Sydney suburbs, the new food hot spots

In Attractions, Featured Home Page News, Food, Momentum, New South Wales

The ever-present threat of the virus has made people want to dine closer to home, which has seen a dramatic shift in Sydney’s food scene, with many preferring local dining in the suburbs over the CBD.

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from daily telegraph 12.10.21

The pandemic has had a dramatic effect on Sydney’s food scene that has seen the suburbs, rather than the CBD, become the beating heart of the industry.

Top chef and restaurateur Neil Perry says the push to support local businesses and the ever present threat of the virus has made people want to dine closer to home. And with more recognised chefs setting up establishments in areas outside the CBD, the quality of offerings is growing.

Chef Neil Perry has said the pandemic has made people want to dine closer to home. Picture: John Appleyard

Chef Neil Perry has said the pandemic has made people want to dine closer to home. Picture: John Appleyard

“We saw that after the last lockdown, people were slow to get back into the city. More people wanted to support local businesses and want to connect more with their local community,” he said. “The biggest thing is the attitude. People want to stay closer to home.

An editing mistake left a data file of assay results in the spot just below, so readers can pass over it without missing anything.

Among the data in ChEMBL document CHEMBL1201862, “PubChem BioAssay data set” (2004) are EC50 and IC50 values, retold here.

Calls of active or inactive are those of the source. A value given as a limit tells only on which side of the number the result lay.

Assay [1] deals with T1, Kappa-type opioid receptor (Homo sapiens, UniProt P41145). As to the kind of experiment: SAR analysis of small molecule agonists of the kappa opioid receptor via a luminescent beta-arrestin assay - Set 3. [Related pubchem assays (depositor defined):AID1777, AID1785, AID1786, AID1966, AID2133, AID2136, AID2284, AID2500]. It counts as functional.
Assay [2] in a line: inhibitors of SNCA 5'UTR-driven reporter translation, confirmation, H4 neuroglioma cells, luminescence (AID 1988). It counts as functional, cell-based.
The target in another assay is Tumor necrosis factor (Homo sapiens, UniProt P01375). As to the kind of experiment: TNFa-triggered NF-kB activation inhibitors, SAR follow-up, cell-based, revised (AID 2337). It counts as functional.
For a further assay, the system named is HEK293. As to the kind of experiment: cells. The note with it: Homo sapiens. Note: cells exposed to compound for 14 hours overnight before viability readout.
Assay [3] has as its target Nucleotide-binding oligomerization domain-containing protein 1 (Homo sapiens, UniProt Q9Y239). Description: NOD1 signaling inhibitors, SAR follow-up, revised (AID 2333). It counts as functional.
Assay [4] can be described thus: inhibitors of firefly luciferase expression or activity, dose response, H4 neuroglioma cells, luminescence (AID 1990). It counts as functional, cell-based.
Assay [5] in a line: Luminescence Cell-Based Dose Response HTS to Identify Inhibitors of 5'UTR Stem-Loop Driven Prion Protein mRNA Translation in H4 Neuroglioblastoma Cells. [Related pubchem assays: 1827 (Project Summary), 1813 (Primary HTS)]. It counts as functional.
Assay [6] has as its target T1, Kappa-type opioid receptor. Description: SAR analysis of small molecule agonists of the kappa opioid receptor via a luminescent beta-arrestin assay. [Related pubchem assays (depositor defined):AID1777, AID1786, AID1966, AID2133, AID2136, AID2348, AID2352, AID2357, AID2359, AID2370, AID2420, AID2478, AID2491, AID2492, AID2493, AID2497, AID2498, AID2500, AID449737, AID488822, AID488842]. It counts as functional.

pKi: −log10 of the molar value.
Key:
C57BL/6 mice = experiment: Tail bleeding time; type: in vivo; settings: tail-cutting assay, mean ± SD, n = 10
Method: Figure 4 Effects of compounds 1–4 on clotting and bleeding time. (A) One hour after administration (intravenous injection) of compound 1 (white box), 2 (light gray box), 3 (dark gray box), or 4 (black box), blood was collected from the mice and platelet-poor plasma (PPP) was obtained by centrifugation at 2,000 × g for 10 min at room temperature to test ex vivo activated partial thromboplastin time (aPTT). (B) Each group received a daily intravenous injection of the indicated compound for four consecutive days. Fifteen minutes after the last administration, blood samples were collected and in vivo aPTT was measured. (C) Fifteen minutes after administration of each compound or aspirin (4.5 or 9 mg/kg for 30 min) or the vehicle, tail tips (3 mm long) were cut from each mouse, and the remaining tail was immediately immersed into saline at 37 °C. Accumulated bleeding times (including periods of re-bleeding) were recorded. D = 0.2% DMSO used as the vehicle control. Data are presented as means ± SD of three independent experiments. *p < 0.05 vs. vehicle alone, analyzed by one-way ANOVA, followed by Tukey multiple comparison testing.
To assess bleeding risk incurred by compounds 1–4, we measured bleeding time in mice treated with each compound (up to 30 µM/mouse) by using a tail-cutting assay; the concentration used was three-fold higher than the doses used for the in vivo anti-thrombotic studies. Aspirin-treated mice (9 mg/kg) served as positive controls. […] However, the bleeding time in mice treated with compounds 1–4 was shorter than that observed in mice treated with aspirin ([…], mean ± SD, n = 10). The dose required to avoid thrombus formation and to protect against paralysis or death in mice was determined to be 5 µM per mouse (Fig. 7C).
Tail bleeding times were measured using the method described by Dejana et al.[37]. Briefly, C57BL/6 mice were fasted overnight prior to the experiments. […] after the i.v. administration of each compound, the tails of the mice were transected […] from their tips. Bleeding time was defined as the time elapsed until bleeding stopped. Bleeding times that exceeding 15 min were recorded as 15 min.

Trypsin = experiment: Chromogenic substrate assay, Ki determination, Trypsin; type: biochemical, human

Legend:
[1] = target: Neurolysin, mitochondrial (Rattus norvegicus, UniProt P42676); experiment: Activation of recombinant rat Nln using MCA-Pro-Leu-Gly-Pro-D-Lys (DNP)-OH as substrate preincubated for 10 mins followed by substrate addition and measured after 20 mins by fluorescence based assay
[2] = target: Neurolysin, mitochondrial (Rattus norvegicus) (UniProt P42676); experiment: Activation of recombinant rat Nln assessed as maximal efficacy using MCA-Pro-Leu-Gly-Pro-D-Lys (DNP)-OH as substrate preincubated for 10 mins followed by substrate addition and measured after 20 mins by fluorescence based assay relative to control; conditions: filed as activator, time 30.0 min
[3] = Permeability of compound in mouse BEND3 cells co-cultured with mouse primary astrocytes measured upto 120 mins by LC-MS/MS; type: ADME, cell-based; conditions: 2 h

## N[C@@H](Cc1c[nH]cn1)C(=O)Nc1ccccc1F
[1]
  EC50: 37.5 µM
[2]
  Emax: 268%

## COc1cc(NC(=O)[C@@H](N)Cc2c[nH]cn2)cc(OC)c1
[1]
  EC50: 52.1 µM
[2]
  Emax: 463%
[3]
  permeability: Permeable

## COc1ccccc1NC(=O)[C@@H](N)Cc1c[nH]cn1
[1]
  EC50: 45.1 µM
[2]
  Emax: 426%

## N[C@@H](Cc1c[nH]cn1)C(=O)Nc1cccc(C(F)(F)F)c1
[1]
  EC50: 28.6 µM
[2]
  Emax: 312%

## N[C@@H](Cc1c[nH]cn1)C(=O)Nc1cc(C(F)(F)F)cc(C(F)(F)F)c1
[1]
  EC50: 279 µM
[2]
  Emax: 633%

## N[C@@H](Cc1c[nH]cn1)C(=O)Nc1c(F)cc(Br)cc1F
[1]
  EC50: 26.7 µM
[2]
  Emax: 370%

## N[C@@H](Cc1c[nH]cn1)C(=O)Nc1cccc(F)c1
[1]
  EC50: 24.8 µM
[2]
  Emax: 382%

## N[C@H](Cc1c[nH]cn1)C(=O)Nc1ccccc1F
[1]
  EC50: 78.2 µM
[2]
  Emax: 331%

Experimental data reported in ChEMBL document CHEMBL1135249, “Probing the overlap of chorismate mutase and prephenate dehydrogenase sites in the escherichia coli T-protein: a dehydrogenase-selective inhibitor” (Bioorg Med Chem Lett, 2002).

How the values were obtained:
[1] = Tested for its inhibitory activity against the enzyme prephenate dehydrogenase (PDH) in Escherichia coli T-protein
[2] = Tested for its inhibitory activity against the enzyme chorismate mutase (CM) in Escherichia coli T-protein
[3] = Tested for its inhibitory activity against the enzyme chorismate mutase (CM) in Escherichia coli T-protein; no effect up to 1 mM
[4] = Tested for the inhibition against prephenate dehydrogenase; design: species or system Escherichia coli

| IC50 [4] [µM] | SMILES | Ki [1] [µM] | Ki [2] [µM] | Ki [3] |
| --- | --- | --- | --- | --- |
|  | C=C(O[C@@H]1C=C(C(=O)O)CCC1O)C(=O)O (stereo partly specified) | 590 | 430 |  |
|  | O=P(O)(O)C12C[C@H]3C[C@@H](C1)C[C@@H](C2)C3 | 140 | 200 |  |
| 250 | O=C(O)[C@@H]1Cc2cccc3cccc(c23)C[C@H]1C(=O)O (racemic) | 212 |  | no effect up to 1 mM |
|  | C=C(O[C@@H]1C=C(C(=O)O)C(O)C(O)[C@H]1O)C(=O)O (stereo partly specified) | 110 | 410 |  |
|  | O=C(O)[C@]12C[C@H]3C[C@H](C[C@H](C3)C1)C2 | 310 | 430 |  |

“A lot of bigger restaurants have moved out of the city and into the suburbs, which has seen things pick up in regard to professionalism and skill.”

Perry himself has moved out of the CBD and has opened up a new restaurant, Margaret, in Double Bay. Margaret was supposed to open the day lockdowns started but instead offered a takeaway service. Perry said the silver lining the lockdown provided was a chance to connect with the local community, so much so they already have regular customers when they officially open again on Wednesday.

Colin Fassnidge pictured at Banksia bistro. Picture: Sam Ruttyn

Colin Fassnidge pictured at Banksia bistro. Picture: Sam Ruttyn

It’s a sentiment shared by television chef Colin Fassnidge, who moved from 4Fourteen in Surry Hills to Banksia bistro near Rockdale. “When we took over the pub, many people asked me why? They looked down on the area as a food destination, but it’s become the little pub that could and now we have locals coming up to us and shaking our hands,” he said.

With suburbs like his being under the toughest restrictions ever during this second lockdown, Fassnidge has felt the support of the local community.

“Don’t get me wrong, I can’t wait to splash out with a fancy dinner somewhere, but I’m also really conscious of supporting the smaller or newer local businesses that have been hit,” he said.

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